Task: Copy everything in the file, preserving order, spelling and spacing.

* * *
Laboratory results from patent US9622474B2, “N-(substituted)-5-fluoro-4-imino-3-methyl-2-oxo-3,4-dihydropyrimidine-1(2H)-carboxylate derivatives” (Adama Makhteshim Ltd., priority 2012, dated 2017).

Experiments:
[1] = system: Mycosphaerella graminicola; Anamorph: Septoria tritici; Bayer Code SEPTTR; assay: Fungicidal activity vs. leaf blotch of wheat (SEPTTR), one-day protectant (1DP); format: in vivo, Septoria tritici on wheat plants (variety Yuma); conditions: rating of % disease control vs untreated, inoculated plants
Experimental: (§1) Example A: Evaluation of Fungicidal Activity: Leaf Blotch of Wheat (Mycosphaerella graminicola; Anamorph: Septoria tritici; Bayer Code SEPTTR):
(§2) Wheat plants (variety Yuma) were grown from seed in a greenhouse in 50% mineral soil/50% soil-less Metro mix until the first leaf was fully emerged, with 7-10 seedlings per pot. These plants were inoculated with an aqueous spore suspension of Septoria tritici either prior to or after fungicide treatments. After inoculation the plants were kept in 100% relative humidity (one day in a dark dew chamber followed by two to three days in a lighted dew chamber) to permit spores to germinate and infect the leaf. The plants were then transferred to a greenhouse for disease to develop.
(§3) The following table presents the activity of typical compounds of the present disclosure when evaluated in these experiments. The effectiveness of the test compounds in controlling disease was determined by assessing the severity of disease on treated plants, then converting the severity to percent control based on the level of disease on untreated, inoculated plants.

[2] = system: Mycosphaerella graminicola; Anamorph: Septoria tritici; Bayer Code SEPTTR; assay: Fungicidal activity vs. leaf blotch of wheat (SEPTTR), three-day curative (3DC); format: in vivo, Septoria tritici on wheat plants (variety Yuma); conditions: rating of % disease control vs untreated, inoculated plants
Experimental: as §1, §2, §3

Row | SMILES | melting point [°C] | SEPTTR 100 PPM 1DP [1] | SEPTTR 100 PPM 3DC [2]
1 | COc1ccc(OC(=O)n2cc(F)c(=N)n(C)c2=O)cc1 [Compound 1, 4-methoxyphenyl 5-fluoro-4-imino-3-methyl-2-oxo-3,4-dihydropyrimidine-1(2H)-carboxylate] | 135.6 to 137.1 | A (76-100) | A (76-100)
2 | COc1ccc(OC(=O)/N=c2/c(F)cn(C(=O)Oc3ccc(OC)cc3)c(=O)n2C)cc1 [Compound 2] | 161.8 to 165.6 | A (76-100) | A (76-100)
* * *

Laboratory results from patent US9622474B2, “N-(substituted)-5-fluoro-4-imino-3-methyl-2-oxo-3,4-dihydropyrimidine-1(2H)-carboxylate derivatives” (Adama Makhteshim Ltd., priority 2012, dated 2017).

Experiments:
[1] = system: Mycosphaerella graminicola; Anamorph: Septoria tritici; Bayer Code SEPTTR; assay: Fungicidal activity vs. leaf blotch of wheat (SEPTTR), one-day protectant (1DP); format: in vivo, Septoria tritici on wheat plants (variety Yuma); conditions: rating of % disease control vs untreated, inoculated plants
Experimental: (§1) Example A: Evaluation of Fungicidal Activity: Leaf Blotch of Wheat (Mycosphaerella graminicola; Anamorph: Septoria tritici; Bayer Code SEPTTR):
(§2) Wheat plants (variety Yuma) were grown from seed in a greenhouse in 50% mineral soil/50% soil-less Metro mix until the first leaf was fully emerged, with 7-10 seedlings per pot. These plants were inoculated with an aqueous spore suspension of Septoria tritici either prior to or after fungicide treatments. After inoculation the plants were kept in 100% relative humidity (one day in a dark dew chamber followed by two to three days in a lighted dew chamber) to permit spores to germinate and infect the leaf. The plants were then transferred to a greenhouse for disease to develop.
(§3) The following table presents the activity of typical compounds of the present disclosure when evaluated in these experiments. The effectiveness of the test compounds in controlling disease was determined by assessing the severity of disease on treated plants, then converting the severity to percent control based on the level of disease on untreated, inoculated plants.

[2] = system: Mycosphaerella graminicola; Anamorph: Septoria tritici; Bayer Code SEPTTR; assay: Fungicidal activity vs. leaf blotch of wheat (SEPTTR), three-day curative (3DC); format: in vivo, Septoria tritici on wheat plants (variety Yuma); conditions: rating of % disease control vs untreated, inoculated plants
Experimental: as §1, §2, §3

Row | SMILES | melting point [°C] | SEPTTR 100 PPM 1DP [1] | SEPTTR 100 PPM 3DC [2]
1 | COc1ccc(OC(=O)n2cc(F)c(=N)n(C)c2=O)cc1 [Compound 1, 4-methoxyphenyl 5-fluoro-4-imino-3-methyl-2-oxo-3,4-dihydropyrimidine-1(2H)-carboxylate] | 135.6 to 137.1 | A (76-100) | A (76-100)
2 | COc1ccc(OC(=O)/N=c2/c(F)cn(C(=O)Oc3ccc(OC)cc3)c(=O)n2C)cc1 [Compound 2] | 161.8 to 165.6 | A (76-100) | A (76-100)